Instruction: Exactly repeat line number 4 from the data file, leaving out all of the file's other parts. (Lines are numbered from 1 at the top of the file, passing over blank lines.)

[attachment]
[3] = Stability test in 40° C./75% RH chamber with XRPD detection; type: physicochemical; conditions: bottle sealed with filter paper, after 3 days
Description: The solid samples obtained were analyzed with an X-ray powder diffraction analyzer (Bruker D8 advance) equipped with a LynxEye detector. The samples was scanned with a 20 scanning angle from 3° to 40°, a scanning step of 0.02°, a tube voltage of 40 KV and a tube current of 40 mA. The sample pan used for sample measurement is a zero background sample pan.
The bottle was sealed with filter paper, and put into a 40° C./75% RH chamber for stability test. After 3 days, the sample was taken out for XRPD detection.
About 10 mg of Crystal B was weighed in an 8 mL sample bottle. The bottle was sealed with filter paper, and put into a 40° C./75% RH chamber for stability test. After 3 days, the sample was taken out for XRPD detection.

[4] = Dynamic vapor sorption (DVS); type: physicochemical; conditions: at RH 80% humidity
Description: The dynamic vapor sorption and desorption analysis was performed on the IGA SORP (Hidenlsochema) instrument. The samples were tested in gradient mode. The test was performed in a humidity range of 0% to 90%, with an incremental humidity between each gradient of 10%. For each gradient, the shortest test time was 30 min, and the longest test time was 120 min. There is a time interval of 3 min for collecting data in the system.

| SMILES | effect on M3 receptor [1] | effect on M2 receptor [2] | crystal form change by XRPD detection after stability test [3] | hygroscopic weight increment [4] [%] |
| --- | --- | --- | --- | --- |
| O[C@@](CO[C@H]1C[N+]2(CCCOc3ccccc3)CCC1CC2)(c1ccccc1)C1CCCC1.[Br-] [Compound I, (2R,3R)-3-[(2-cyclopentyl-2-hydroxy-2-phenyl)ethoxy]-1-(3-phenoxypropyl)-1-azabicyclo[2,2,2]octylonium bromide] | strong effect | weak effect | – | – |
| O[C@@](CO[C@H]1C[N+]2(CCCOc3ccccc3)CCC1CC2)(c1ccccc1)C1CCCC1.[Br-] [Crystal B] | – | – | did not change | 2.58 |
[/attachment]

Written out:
About 10 mg of Crystal B was weighed in an 8 mL sample bottle. The bottle was sealed with filter paper, and put into a 40° C./75% RH chamber for stability test. After 3 days, the sample was taken out for XRPD detection.